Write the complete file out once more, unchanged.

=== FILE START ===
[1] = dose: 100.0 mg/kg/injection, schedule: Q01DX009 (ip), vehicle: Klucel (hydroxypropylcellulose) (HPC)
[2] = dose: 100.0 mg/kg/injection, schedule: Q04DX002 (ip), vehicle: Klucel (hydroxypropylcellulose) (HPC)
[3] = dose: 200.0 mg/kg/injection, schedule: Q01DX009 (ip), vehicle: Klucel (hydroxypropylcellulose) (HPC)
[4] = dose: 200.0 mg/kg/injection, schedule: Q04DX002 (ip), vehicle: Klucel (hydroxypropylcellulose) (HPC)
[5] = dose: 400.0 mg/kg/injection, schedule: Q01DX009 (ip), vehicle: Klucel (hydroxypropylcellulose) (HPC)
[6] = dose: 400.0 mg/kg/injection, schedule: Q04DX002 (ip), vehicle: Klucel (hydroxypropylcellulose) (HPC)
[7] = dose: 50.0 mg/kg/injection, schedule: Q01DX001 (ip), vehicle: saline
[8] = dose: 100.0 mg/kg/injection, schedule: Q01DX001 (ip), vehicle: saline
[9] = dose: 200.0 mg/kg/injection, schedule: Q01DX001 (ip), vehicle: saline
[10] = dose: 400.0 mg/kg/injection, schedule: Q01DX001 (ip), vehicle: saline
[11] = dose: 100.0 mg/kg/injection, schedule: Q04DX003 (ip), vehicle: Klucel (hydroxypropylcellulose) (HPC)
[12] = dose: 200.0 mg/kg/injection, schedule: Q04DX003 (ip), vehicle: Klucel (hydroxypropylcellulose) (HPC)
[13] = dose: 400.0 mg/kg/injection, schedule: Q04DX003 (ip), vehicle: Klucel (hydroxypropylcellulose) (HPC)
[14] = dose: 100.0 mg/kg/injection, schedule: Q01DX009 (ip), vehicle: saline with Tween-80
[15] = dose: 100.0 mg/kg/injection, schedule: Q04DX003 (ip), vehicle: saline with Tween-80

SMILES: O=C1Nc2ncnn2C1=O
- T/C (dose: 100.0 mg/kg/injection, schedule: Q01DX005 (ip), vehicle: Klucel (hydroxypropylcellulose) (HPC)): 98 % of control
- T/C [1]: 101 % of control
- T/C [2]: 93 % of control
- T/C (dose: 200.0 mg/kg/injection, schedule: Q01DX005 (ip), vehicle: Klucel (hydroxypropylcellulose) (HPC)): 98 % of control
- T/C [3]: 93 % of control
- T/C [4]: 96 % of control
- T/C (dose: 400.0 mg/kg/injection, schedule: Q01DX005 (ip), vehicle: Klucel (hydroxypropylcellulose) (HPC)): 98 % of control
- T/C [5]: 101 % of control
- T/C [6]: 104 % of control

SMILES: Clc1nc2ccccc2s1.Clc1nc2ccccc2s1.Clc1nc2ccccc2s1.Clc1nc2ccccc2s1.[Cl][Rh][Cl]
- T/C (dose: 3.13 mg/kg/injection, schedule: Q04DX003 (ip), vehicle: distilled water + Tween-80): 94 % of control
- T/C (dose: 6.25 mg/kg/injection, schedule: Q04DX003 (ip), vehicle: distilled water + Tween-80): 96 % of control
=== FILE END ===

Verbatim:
[1] = dose: 100.0 mg/kg/injection, schedule: Q01DX009 (ip), vehicle: Klucel (hydroxypropylcellulose) (HPC)
[2] = dose: 100.0 mg/kg/injection, schedule: Q04DX002 (ip), vehicle: Klucel (hydroxypropylcellulose) (HPC)
[3] = dose: 200.0 mg/kg/injection, schedule: Q01DX009 (ip), vehicle: Klucel (hydroxypropylcellulose) (HPC)
[4] = dose: 200.0 mg/kg/injection, schedule: Q04DX002 (ip), vehicle: Klucel (hydroxypropylcellulose) (HPC)
[5] = dose: 400.0 mg/kg/injection, schedule: Q01DX009 (ip), vehicle: Klucel (hydroxypropylcellulose) (HPC)
[6] = dose: 400.0 mg/kg/injection, schedule: Q04DX002 (ip), vehicle: Klucel (hydroxypropylcellulose) (HPC)
[7] = dose: 50.0 mg/kg/injection, schedule: Q01DX001 (ip), vehicle: saline
[8] = dose: 100.0 mg/kg/injection, schedule: Q01DX001 (ip), vehicle: saline
[9] = dose: 200.0 mg/kg/injection, schedule: Q01DX001 (ip), vehicle: saline
[10] = dose: 400.0 mg/kg/injection, schedule: Q01DX001 (ip), vehicle: saline
[11] = dose: 100.0 mg/kg/injection, schedule: Q04DX003 (ip), vehicle: Klucel (hydroxypropylcellulose) (HPC)
[12] = dose: 200.0 mg/kg/injection, schedule: Q04DX003 (ip), vehicle: Klucel (hydroxypropylcellulose) (HPC)
[13] = dose: 400.0 mg/kg/injection, schedule: Q04DX003 (ip), vehicle: Klucel (hydroxypropylcellulose) (HPC)
[14] = dose: 100.0 mg/kg/injection, schedule: Q01DX009 (ip), vehicle: saline with Tween-80
[15] = dose: 100.0 mg/kg/injection, schedule: Q04DX003 (ip), vehicle: saline with Tween-80

SMILES: O=C1Nc2ncnn2C1=O
- T/C (dose: 100.0 mg/kg/injection, schedule: Q01DX005 (ip), vehicle: Klucel (hydroxypropylcellulose) (HPC)): 98 % of control
- T/C [1]: 101 % of control
- T/C [2]: 93 % of control
- T/C (dose: 200.0 mg/kg/injection, schedule: Q01DX005 (ip), vehicle: Klucel (hydroxypropylcellulose) (HPC)): 98 % of control
- T/C [3]: 93 % of control
- T/C [4]: 96 % of control
- T/C (dose: 400.0 mg/kg/injection, schedule: Q01DX005 (ip), vehicle: Klucel (hydroxypropylcellulose) (HPC)): 98 % of control
- T/C [5]: 101 % of control
- T/C [6]: 104 % of control

SMILES: Clc1nc2ccccc2s1.Clc1nc2ccccc2s1.Clc1nc2ccccc2s1.Clc1nc2ccccc2s1.[Cl][Rh][Cl]
- T/C (dose: 3.13 mg/kg/injection, schedule: Q04DX003 (ip), vehicle: distilled water + Tween-80): 94 % of control
- T/C (dose: 6.25 mg/kg/injection, schedule: Q04DX003 (ip), vehicle: distilled water + Tween-80): 96 % of control